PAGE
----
With the month of June now in its second phase, an opportunity was missed to announce the relatively early publication of this month's issue of Oxford University Press's monthly Journal of Intellectual Property Law and Practice - but the June issue is no less welcome for that. Among the choicest features in this issue are the following:
* "If the kids are united" by Florian Koempel - an original and offbeat examination of digital rights management issues as they affect collecting societies, by the Legal Counsel to British Music Industry (abstract here);Full contents of this issue here
* "The Trilateral Cooperation" by seasoned patent expert Philip Grubb, reviewing the peaks and troughs of attempts by the US, Japanese and European Patent Offices to work more efficiently together (abstract here);
* "Uneasy détente: strengthening the market's adaptation of the GNU General Public License in common law jurisdictions" by Douglas A. Hass (ImageStream Internet Solutions", a sharp and critical analysis of the legal and commercial issues that beset the further evolution of the GPL (abstract here; gnu, right);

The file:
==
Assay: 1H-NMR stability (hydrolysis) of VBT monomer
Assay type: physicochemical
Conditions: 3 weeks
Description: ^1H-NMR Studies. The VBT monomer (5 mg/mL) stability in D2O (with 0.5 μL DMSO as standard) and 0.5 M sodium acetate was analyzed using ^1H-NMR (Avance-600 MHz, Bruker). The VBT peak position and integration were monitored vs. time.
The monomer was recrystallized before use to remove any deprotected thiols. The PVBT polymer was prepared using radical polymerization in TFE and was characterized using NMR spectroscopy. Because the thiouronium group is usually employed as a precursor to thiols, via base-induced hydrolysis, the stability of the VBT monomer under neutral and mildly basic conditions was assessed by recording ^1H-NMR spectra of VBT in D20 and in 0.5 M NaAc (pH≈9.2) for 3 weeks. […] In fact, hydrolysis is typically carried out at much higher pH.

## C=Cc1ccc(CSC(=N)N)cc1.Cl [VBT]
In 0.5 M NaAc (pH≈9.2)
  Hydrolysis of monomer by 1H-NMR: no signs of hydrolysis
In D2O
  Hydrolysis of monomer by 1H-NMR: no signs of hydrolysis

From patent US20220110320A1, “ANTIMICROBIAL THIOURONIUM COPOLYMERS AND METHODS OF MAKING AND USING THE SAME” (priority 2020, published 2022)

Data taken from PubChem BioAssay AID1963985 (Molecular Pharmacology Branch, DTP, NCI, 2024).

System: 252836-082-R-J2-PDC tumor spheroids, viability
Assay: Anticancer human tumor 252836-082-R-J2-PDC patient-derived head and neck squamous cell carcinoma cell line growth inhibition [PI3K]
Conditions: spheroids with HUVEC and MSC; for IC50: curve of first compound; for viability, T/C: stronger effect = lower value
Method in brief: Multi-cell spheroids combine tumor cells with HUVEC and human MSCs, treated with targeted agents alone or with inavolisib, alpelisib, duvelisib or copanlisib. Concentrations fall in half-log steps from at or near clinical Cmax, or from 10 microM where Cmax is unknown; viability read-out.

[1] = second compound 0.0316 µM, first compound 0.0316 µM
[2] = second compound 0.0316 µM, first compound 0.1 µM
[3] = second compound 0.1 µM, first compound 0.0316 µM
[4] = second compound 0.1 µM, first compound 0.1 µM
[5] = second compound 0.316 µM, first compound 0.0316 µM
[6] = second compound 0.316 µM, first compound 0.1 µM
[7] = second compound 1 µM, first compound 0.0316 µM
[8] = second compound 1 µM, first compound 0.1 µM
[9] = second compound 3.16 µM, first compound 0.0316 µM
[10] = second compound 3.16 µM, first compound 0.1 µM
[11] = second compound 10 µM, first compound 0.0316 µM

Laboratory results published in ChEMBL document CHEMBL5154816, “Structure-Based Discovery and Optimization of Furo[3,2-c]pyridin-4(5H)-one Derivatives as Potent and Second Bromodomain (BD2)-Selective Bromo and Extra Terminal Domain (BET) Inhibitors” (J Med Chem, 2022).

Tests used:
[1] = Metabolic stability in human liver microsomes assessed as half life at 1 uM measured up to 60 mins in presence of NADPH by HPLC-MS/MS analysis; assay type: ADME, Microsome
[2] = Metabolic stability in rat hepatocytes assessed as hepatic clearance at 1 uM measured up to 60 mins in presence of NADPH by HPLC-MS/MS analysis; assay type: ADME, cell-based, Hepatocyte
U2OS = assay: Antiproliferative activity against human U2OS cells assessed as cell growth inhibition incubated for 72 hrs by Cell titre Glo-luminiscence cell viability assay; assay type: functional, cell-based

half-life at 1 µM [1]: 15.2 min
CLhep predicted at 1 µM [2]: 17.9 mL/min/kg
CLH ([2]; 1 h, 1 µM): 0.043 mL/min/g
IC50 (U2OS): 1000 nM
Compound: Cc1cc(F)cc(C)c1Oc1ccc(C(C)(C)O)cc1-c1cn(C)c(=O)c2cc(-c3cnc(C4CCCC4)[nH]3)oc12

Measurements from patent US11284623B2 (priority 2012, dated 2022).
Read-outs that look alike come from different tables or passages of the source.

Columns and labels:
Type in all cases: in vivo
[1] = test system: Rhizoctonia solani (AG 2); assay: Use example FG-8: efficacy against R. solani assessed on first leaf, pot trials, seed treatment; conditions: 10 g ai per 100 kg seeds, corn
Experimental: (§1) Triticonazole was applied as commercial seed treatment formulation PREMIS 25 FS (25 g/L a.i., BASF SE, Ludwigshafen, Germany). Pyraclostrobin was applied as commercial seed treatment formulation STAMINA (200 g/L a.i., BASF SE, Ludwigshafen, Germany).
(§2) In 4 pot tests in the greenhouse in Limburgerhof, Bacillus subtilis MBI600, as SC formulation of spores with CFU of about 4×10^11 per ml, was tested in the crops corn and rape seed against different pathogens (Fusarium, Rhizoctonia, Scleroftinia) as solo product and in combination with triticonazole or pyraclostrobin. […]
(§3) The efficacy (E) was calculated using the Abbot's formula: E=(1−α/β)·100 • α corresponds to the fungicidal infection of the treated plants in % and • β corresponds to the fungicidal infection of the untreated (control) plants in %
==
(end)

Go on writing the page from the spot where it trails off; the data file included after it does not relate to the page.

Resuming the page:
* "Warranties and indemnities in contracts: protecting and exploiting IP" by Field Fisher Waterhouse lawyers Belinda Doshi and Sarah Thomson, in which the authors look at pitfalls and principles of protective obligations and consider whether they can ever serve as an adequate alternative to proper due diligence (abstract here).
Read this month's editorial (on what harmonisation really means in practice) - and indeed the past year's editorials - here
Instructions for authors here; free sample online or on paper here; subscribe here
Giving its sensual blend of aesthetic and intellectual pleasure as usual, the June/July 2007 issue of Intellectual Asset Management, published bimonthly by Globe White Page, leads with a striking cover story, "Quake or tremor?", on the changing face of patent monetarisation in the United States, by Cameron Gray (who works in the asset management practice of flavour-of-the-month IP auctioneers Ocean Tomo). Reviewing recent US court decisions and IP/competition developments, this feature (which is actually entitled "Clearing the Underbrush") more or less gives the impression that all changes are for the best if you're buying or lending on IP as assets, either because the changes are actually good or - even if their benefit is questionable - because they are colouring in areas of former doubt and turning them into areas of greater predictability.
Also worth a read is another changeling, listed in the contents as "Banking on Britney" - which by the time you get to it is called "Money and Mayhem" by IAM's own Victoria Slind-Flor on what can go wrong with celebrity endorsements and brand extensions.
Contents of current issue here